Dry, cracked soil. Credit: Heiko Küverling

Analysis of soil moisture from Metop-A ASCAT and SMOS


Dry, cracked soil. Credit: Heiko Küverling
Dry, cracked soil. Credit: Heiko Küverling

Study by Kengo Miyaoka, the Japan Meteorological Agency (JMA).

Last Updated

30 May 2022

Published on

07 June 2017

This study investigates the quality of ASCAT surface soil moisture (SSM) retrievals with respect to other SSM products derived from the passive Soil Moisture and Ocean Salinity (SMOS) mission and two reanalysis datasets.

In particular, the purposes of this study are to:

  1. Characterise the global error structure of the satellite products.
  2. Understand the spatiotemporal variability of SSM at global scale.
  3. Investigate in which areas the assimilation of satellite data may add value to reanalysis.

For these purposes, standard statistical methods where applied, as well as triple collocation analysis (TCA) for estimating signal-to-noise ratios (SNR).

In line with previous studies, large and spatially variable biases where found between all four datasets, but overall spatiotemporal dynamics as reflected in Hovmöller diagrams agreed well.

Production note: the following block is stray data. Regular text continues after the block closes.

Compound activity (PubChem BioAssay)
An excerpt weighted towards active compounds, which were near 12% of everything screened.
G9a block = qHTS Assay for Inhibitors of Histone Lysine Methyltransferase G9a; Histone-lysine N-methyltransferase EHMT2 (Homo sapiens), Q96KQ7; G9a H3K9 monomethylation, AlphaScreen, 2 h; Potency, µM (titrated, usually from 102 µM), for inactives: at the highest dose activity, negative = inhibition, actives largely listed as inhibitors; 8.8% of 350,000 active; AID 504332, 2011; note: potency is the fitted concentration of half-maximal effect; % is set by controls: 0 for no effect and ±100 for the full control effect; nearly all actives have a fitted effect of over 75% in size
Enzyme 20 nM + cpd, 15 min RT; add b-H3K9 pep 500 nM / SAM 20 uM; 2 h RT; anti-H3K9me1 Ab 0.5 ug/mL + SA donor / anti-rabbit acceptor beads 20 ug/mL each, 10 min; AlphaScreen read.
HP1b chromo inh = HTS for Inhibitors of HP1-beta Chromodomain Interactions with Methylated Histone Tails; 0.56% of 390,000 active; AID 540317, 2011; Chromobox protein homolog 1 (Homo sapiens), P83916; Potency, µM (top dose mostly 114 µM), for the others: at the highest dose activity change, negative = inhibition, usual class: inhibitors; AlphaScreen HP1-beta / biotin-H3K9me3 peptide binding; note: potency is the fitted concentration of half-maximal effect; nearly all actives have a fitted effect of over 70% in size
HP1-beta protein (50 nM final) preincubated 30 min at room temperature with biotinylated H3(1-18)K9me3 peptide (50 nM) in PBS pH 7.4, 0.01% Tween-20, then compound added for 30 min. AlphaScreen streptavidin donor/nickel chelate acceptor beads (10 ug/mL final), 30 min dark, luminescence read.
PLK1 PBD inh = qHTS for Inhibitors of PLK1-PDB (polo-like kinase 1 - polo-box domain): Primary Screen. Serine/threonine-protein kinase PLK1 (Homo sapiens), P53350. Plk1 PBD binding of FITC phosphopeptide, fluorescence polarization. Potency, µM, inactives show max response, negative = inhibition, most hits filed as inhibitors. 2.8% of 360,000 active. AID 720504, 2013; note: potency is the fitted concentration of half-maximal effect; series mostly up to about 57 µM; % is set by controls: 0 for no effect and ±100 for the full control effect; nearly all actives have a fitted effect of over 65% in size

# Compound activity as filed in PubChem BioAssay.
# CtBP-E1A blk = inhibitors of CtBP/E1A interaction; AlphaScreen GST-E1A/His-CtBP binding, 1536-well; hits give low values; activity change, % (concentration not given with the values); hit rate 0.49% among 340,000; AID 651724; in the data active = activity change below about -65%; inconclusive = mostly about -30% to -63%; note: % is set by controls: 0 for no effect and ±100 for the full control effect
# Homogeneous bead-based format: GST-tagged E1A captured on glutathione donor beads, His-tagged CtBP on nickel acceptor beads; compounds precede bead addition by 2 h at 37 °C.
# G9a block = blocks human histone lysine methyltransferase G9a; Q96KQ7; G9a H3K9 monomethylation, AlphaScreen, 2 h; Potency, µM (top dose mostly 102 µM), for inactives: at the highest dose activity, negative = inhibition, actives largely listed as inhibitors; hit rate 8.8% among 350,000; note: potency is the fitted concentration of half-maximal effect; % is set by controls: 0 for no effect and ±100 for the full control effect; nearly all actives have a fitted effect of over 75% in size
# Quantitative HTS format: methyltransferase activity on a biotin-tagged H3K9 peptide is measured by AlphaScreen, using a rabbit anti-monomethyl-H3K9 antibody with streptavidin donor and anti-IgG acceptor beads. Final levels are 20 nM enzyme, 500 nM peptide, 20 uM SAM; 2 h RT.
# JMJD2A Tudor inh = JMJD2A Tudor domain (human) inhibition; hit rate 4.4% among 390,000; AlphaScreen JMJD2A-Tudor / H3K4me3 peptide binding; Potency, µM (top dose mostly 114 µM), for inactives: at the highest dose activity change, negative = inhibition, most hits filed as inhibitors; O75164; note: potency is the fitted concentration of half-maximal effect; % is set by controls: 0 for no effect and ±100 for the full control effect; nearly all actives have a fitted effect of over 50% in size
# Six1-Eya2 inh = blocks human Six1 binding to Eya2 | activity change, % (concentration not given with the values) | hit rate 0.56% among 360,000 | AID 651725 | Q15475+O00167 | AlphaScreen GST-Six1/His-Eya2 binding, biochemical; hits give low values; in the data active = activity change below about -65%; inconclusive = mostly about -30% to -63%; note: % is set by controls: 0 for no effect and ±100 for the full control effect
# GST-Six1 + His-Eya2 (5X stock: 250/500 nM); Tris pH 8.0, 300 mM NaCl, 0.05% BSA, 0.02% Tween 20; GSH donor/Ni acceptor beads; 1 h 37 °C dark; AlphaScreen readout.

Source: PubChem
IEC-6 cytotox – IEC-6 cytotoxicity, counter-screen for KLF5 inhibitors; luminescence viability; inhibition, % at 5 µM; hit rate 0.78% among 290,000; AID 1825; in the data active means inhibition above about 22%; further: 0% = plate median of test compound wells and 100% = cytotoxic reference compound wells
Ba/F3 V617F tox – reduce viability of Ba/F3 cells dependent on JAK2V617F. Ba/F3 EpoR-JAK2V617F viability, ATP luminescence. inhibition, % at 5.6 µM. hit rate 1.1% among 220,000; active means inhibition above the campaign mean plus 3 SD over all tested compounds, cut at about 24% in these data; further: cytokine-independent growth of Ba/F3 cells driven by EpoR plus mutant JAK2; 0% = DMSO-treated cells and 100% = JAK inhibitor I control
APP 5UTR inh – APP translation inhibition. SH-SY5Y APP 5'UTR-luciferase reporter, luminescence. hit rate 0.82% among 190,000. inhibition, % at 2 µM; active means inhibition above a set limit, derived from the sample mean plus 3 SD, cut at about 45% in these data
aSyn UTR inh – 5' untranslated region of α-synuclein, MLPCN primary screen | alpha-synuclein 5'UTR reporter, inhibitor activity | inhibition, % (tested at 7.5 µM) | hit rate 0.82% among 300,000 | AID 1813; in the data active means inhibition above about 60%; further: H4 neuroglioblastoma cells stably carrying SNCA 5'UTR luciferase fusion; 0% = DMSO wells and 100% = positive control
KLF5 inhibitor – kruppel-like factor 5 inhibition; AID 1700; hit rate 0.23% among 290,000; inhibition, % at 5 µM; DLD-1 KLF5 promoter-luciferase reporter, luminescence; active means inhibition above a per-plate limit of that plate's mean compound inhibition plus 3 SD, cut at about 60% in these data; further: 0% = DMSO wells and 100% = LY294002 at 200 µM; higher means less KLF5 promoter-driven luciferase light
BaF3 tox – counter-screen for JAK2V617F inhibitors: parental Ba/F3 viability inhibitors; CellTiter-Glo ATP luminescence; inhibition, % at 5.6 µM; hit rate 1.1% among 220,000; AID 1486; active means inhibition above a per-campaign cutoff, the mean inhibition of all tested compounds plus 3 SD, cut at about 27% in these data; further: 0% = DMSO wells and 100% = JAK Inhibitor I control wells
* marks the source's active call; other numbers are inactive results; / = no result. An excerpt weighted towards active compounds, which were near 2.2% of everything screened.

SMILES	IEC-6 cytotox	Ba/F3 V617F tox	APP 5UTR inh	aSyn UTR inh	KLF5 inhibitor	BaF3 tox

With the exception of arid and semiarid environments, ASCAT performed better than SMOS, in terms of both its correlation with the models and the SNR.

Kengo Miyaoka

Kengo received an MS in geography from Tokyo Metropolitan University in 2000, and has been with the Japan Meteorological Agency (JMA) since 2000.

Since 2006, he has been working in the Climate Prediction Division of the Global Environment and Marine Department. His main tasks are the development and maintenance of the numerical prediction system with a focus on land surface analysis.

Kengo spent six months as a visiting scientist at the EUMETSAT, the TU-Wien, and the European Center for Medium-Range Weather Forecasts (ECMWF) working with microwave scatterometer (ASCAT) data.